Linux Tactic

Streamline Your Linux Terminal Workflow with Aliases

Introduction to the Alias Command

Have you ever found yourself typing the same long command repeatedly in the terminal? Have you ever wished there was a way to save time and effort while using the command line?

If so, then the alias command is your solution. This Linux terminal command allows you to create a custom shortcut for a command or sequence of commands.

In the manual (man pages), the alias command is defined as a utility that allows you to assign a string to a command or a sequence of commands. The string can be used as a shorthand for the command or group of commands.

In this article, we will take an in-depth look at the alias command and its features.

The Alias Command

Before we dive into creating aliases, let’s first understand what the alias command is and how it works. An alias is simply a custom shortcut for a command or sequence of commands in the terminal.

It makes it easier to remember and execute frequently used commands.

The syntax for defining an alias is simple:

“`alias shortname=’command’“`

Here, ‘shortname’ is the custom shortcut or alias that you want to create, and ‘command’ is the original command or sequence of commands that you want to assign to it.

Creating an Alias

Now, let’s see how to create an alias. Let’s say you frequently use the tar command to compress or extract files.

Instead of typing the entire command each time, you can define an alias for it.

“`alias tp=’tar -xzvf’“`

Here, we have defined an alias ‘tp’ for the tar command with the ‘-xzvf’ options.

Now, instead of typing ‘tar -xzvf’, we can simply type ‘tp’.

Overwriting an Existing Command with an Alias

What happens if you define an alias that has the same name as an existing command? In this case, the alias will overwrite the original command.

For example, let’s say you define the ‘ls’ command as an alias for ‘ls -la’. Now, whenever you type ‘ls’ on the terminal, it will execute the ‘ls -la’ command.

Checking the Available Aliases

To check the available aliases on your system, simply type the ‘alias’ command in the terminal. It will display a list of all the aliases defined on your system.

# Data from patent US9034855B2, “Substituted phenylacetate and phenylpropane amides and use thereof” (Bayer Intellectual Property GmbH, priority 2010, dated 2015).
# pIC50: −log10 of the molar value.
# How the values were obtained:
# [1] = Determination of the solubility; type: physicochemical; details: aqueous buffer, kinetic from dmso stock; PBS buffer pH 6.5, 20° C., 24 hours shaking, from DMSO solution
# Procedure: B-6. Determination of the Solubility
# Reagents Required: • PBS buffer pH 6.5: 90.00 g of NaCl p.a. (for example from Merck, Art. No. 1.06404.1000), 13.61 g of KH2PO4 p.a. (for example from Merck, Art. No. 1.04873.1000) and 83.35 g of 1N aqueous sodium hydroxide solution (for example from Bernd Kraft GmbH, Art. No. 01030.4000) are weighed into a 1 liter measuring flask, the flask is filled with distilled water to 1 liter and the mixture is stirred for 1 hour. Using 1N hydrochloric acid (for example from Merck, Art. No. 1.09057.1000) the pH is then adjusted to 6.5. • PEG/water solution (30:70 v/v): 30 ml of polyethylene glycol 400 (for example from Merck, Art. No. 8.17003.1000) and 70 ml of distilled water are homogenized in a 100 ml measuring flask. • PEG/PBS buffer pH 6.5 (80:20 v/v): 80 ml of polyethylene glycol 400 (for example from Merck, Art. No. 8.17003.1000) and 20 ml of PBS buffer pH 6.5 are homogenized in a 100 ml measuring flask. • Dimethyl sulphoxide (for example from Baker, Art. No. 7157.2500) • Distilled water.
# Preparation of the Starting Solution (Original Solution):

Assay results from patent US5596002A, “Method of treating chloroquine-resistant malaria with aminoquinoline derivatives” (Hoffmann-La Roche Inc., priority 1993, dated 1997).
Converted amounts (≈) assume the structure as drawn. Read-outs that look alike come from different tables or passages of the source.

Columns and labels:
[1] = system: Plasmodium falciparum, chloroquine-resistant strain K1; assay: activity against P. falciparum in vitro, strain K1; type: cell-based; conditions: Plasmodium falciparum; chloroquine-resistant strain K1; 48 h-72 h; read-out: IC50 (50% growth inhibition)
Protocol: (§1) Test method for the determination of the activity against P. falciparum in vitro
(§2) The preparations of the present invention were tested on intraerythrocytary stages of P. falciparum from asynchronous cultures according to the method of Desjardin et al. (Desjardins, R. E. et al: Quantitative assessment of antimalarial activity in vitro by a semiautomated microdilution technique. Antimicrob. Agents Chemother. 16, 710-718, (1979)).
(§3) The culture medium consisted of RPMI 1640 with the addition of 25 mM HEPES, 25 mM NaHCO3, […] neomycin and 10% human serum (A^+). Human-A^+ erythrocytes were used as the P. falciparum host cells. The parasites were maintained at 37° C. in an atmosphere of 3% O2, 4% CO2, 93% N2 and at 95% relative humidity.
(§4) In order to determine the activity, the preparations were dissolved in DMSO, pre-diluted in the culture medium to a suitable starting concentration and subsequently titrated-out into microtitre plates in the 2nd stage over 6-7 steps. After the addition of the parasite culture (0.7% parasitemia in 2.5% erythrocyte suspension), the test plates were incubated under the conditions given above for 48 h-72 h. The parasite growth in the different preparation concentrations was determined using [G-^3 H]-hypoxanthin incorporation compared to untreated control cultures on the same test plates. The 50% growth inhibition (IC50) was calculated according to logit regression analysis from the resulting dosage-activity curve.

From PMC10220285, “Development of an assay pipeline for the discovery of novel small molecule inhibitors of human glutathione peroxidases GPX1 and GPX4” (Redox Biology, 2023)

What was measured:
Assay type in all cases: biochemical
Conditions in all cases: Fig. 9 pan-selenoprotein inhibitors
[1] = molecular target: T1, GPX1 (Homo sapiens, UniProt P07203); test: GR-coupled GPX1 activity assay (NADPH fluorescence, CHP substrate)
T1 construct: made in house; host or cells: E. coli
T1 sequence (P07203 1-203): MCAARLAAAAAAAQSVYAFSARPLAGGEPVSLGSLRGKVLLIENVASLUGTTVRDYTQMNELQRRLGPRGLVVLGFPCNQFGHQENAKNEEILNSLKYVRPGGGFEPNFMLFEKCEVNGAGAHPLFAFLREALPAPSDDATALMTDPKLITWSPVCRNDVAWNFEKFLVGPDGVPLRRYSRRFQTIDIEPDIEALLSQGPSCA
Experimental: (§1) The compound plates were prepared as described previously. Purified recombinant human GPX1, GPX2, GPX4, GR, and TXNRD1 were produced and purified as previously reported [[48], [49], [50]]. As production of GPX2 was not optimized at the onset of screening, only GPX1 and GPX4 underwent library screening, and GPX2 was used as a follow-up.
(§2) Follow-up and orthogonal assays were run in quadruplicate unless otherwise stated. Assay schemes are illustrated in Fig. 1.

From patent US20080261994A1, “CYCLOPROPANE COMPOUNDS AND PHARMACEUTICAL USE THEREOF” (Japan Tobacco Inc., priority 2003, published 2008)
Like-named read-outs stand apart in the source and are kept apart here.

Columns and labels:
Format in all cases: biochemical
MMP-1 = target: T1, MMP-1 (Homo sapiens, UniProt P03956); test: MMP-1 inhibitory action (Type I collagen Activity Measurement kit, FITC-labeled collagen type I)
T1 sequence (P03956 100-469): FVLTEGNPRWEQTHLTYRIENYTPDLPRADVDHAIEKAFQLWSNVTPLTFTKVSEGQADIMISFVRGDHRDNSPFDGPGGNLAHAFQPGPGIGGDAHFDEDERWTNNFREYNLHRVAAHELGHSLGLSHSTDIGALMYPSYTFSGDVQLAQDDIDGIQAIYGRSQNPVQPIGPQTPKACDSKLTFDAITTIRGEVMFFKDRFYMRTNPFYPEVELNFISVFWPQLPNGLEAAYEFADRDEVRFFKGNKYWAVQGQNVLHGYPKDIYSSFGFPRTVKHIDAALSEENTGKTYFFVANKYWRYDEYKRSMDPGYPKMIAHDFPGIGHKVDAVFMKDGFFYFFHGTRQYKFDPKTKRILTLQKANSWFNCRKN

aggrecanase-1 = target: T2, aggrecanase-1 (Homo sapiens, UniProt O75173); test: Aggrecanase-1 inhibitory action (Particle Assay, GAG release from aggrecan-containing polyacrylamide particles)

In summary, the alias command is a powerful utility that can save you time and effort while using the command line. It allows you to create custom shortcuts for frequently used commands or sequences of commands.

With the simple syntax of ‘alias shortname=’command”, you can define an alias in no time. Just make sure you don’t overwrite any existing commands with your aliases.

Finally, don’t forget to check the available aliases with the ‘alias’ command.

3) Making Aliases Persistent

Creating an alias is a great way to save time and reduce typing efforts. But what if you had to redefine the aliases each time you started a new terminal window?

Here is where the concept of persistency comes into play. In order to make aliases available consistently across terminal sessions, one needs to create and manage the configuration files properly.

The ~/.bashrc file

The most commonly used configuration file for defining aliases is the ~/.bashrc file. This file is executed by the system whenever you start a bash session on your system, and any aliases defined in this file are loaded automatically.

To create an alias in ~/.bashrc, open the file in a text editor and add the desired alias at the end of the file. For example, to define ‘tp’ alias for the ‘tar -xzvf’ command, type the following at the end of the ~/.bashrc file:

“`alias tp=’tar -xzvf’“`